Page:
- Students should complete reading assignments and homework.
- Classes involve chat sessions where instructors review key concepts and allow student interaction.
- Students should have the ability to e-mail instructors with questions about course materials.
- Ideally, the training provider should have monitored chat rooms during specific hours for real time interactivity.
As the above bullet points suggest, McIntosh holds with the expert consensus that interactivity is a necessary aspect of good Web training. If a student can put his hands on something, or be allowed to make mistakes, he will retain his lesson more effectively. So, whether the course offers access to an instructor or not, a good online training course will allow students to work hands-on with either a simulation of the technology being taught or the technology itself. It is a good idea to avoid training that consists entirely of reading.
Mitch Crampton, technical training developer for Applied Materials, offers some additional criteria for telling the scams from the quality providers. He advises that students look for a test and for a guide to assist in note taking. The absences of these things are signals that the course is poorly designed. Further, Crampton advises that attention be paid to the presentation of the course. If the site is covered with bad grammar, spelling errors, HTML bugs, and sub par graphics, it is another sign that the course is poorly designed. After all, if the providers can't present them professionally, how beneficial will their courses be?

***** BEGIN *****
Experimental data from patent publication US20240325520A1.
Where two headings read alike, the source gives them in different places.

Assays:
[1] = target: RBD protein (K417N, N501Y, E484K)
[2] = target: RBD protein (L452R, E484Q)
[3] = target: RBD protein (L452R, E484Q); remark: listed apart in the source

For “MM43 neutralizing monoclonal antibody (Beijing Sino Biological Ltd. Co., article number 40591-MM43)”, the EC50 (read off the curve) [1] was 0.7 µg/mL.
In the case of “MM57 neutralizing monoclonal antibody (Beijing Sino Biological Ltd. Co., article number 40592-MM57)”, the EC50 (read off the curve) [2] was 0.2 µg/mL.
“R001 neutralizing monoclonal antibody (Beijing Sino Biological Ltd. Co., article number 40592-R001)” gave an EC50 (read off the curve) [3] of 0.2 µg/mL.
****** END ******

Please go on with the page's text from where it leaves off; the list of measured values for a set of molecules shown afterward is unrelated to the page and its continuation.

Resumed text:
Once a provider has been chosen, prospective students must choose their courses well. Ultimately, the decision should depend on what kind of work students want to do, and therefore what certifications they need. As an example, security professionals should seek the following certifications:
- SANS GIAC GSCE
- SANS GIAC Security Specialist Certifications (GIAC tracks one through nine are offered online at www.sans.org.)
- (ISC)2 SSCP
- CISSP (classes covering the two most in-demand domains are offered online at www.isc2.org)
Pulliam suggests that system administrators stick with training necessary to obtain the better known certifications, such as:
- SAIR Tracks One and Two for Linux
- CompTIA Security+
The skills taught in these certification programs will cover almost everything a system administrator needs to do his job, and they will position the student well to advance in his field. While some skills within each program do overlap, most certification programs -- online or otherwise -- are focused on specific tasks.
It is easy to tell from even the most passing glance that there are a number of Web training options out there, and a great number of them are not worth the money. But with a little attention to detail, and a little forethought, a savvy student can avoid the scams, and make his Web training experience as easy as possible.